Not bowled over

Lead review

Not bowled over

Sachin Tendulkar seldom disappointed in his avatar as batsman nonpareil, as cricketer supreme. But you can’t quite say the same of his first major venture
post retirement, writes Madhu Jawali

For 24 long years, Sachin Tendulkar was an integral part of every Indian cricket fan’s existence. He allowed us to dare to dream. He made us hope and expect, and more often than not, he lived up to those expectations. As a fresh-faced, wide-eyed teenager, he appealed to our sense of protectiveness as he took on the big, mean fast bowlers across the world. As a superstar batsman for more than two decades, he evoked awe and admiration as he carried the Indian team on his shoulders. In his final years, first as he chased a World Cup dream and then his 100th international hundred, he allowed us to be a part of the emotional roller-coaster ride. And, when he bade goodbye to the game he embellished with distinction, he drove us to tears with a moving speech at the Wankhede Stadium in his beloved Mumbai.

What the little big man meant to millions of his fans was best described by commentator Harsha Bhogle who said: “When Tendulkar bats well, India sleeps well.” Tendulkar seldom disappointed in his avatar as batsman nonpareil, as cricketer supreme. But you can’t quite say the same of his first major venture post retirement. Playing It My Way was ushered in in a blaze of publicity and expectations. Tendulkar’s autobiography leaves you disappointed, just like his every failed innings. The book is everything the cricketer wasn’t — cold, clinical, without any emotional connect, replete with avoidable mistakes.

Tendulkar, the cricketer, was a student in pursuit of perfection. Tendulkar, the author, with help from his ‘ghost’, has shown that at least when it comes to expressing his thoughts and providing an insight into what made him the champion batsman he was, he is well short of the finished product.

Fiercely private during his playing days, Tendulkar wasn’t necessarily expected to let his hair down and allow the world at large into his own little cocoon. It was, however, not without reason to hope that he would dwell in detail on his remarkable journey from the bylanes of Mumbai to the hallowed turfs of Lord’s and Melbourne, Durban and Dunedin. Sadly, Playing It My Way has to be viewed as an opportunity lost — to connect with the fans, to help them understand better the enigma that Tendulkar was.

The writing is constricted and staccato-style, the flow conspicuous by its absence. You could still overlook that if the rest of the package made up for the lack of style. However, between them, Tendulkar and Boria Majumdar have come up with a flat tome that is more scoreboard reporting, if you like, than the story of a boy genius who went on to become the most celebrated cricketing personality ever — Mahendra Singh Dhoni included.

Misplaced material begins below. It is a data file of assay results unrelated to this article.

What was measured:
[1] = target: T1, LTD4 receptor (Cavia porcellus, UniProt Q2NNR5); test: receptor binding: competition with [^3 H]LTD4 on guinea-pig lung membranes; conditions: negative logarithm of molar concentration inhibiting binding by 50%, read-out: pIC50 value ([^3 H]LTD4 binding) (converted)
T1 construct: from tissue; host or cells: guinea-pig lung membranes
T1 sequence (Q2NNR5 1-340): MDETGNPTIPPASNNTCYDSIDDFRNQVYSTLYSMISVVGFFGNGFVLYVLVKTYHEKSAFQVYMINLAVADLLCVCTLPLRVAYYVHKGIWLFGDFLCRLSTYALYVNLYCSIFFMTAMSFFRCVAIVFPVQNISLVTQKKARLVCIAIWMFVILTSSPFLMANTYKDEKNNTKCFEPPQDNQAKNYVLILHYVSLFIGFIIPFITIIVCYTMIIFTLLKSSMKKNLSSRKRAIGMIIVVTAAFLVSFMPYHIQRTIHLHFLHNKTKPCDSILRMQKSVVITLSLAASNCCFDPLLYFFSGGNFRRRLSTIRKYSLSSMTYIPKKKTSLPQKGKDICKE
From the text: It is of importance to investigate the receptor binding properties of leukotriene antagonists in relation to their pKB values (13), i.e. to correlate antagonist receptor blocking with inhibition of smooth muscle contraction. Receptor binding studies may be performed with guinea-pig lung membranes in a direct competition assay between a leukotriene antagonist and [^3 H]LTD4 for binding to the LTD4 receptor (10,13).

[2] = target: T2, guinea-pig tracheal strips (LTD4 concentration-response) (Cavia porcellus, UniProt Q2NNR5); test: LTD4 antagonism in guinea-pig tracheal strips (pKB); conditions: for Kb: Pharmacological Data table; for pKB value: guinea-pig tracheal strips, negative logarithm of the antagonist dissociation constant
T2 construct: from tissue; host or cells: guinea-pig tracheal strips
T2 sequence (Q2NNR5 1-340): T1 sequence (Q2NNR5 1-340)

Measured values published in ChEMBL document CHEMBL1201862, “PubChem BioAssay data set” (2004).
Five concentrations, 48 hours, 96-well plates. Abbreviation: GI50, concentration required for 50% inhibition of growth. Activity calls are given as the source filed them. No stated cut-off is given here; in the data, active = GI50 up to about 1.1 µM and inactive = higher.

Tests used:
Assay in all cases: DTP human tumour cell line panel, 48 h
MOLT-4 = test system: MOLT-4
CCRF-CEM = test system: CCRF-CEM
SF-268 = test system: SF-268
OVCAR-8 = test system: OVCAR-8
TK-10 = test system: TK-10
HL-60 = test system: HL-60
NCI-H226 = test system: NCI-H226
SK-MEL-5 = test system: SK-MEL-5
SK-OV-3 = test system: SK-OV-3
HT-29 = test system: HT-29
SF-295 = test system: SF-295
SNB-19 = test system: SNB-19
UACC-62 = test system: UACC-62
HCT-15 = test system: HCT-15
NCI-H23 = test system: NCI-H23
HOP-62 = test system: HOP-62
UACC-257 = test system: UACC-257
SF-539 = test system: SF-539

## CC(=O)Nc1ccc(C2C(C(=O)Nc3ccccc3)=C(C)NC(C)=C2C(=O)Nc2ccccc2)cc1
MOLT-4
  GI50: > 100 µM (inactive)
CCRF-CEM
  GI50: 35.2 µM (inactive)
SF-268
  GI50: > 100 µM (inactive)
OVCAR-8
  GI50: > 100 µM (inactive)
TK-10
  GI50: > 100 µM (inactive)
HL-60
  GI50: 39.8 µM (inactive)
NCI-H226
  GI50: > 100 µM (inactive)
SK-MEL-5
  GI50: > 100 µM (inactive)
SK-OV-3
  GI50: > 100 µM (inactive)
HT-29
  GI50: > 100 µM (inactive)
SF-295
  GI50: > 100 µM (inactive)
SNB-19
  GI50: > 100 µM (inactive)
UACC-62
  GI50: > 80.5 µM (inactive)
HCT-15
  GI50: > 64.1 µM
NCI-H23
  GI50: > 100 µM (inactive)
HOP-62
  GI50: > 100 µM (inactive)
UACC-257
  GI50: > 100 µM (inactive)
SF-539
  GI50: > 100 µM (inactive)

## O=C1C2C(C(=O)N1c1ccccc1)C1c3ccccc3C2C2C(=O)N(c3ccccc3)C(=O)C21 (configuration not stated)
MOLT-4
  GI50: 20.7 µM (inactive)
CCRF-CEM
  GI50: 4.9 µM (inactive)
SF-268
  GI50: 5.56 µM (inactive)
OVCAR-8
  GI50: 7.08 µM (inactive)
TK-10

Indeed, if it wasn’t Tendulkar’s autobiography, you may not even bother going past the first 100 pages. That would perhaps have been a mistake, because there are some nuggets from his family life that have, remarkably, stayed away from public limelight for so many years. His wooing by Anjali, his relationship with his siblings, his worship of his professor father, his affection for his mother and for his uncle and aunt with whom he stayed during his formative days as a schoolboy cricketer, they are all exceptions to the otherwise dull narrative. Tendulkar has always been recognised as someone steeped in strong middle-class family values. That shines through in the chapters devoted to family.

But conspicuous by its absence is the human feel when he talks about his extended family, the Indian cricket team, with whom he spent perhaps more time than he did with Anjali, Sara and Arjun.

Most glaring in a series of embarrassing mistakes is the timeline in the entire Greg Chappell saga. In a carefully orchestrated campaign prior to the launch of the book when excerpts were released to the media, what was propagated was that Chappell approached Tendulkar shortly before the 2007 World Cup, asking him to take over the captaincy from Rahul Dravid. It was meant to lend further proof that Chappell was determined to undermine Indian cricket. As it turns out, Chappell sought out Tendulkar’s views on returning as captain in 2005, between the end of Sourav Ganguly’s tenure and the start of Dravid’s stint as skipper. Not unlike Dilip Vengsarkar approaching Tendulkar later in 2007, after Dravid stepped down as captain and before Anil Kumble was named the Test skipper. Sometimes, truth is a convenient casualty.

Tendulkar has spoken at length on the Monkeygate episode where his testimony swung the balance in Harbhajan Singh’s favour and resulted in the overturning of the three-Test ban imposed by Mike Procter, the match referee. He has also allowed us a huge peek into the events surrounding the Multan declaration when Dravid was the captain and Tendulkar was left stranded on 194, but there is not even a mention of the three hundreds Dravid made in England in 2011 when the rest of the batsmen hardly turned up. He has steered clear of the match-fixing saga that exploded in early 2000 and threw world cricket into a massive tizzy. He has also no more than touched on the IPL fixing saga of 2013 that led to the bans on S Sreesanth, Ajit Chandila and Ankeet Chavan. The silence he maintained on the most obvious and potent threat to cricket during his playing days has yet to be broken.

Perhaps, Playing It My Way will have a sequel. Perhaps too, it will speak about cricket and technique and the mind, about adjustments and adaptations, about ebbs and flows. As for this one, suspend expectations. At least that way, you won’t come away disappointed.

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